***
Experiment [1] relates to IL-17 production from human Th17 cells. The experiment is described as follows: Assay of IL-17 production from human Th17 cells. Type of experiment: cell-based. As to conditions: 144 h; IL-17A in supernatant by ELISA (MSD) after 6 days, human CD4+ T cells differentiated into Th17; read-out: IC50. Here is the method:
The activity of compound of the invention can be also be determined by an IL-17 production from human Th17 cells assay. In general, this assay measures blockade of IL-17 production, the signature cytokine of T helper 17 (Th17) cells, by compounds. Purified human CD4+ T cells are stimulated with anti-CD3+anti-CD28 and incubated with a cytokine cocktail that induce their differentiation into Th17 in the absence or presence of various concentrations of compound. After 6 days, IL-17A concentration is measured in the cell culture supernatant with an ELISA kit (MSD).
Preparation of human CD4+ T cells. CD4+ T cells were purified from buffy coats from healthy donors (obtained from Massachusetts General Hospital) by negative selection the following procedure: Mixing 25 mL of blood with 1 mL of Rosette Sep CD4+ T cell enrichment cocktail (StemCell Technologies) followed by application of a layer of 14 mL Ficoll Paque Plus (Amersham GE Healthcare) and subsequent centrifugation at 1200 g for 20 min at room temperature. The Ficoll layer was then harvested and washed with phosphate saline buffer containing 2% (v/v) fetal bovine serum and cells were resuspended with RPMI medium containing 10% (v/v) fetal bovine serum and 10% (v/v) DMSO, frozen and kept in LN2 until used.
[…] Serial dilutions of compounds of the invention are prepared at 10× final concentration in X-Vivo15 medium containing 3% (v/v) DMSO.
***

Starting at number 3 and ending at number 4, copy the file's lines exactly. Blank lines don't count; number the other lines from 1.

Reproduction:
Preparation of human CD4+ T cells. CD4+ T cells were purified from buffy coats from healthy donors (obtained from Massachusetts General Hospital) by negative selection the following procedure: Mixing 25 mL of blood with 1 mL of Rosette Sep CD4+ T cell enrichment cocktail (StemCell Technologies) followed by application of a layer of 14 mL Ficoll Paque Plus (Amersham GE Healthcare) and subsequent centrifugation at 1200 g for 20 min at room temperature. The Ficoll layer was then harvested and washed with phosphate saline buffer containing 2% (v/v) fetal bovine serum and cells were resuspended with RPMI medium containing 10% (v/v) fetal bovine serum and 10% (v/v) DMSO, frozen and kept in LN2 until used.
[…] Serial dilutions of compounds of the invention are prepared at 10× final concentration in X-Vivo15 medium containing 3% (v/v) DMSO.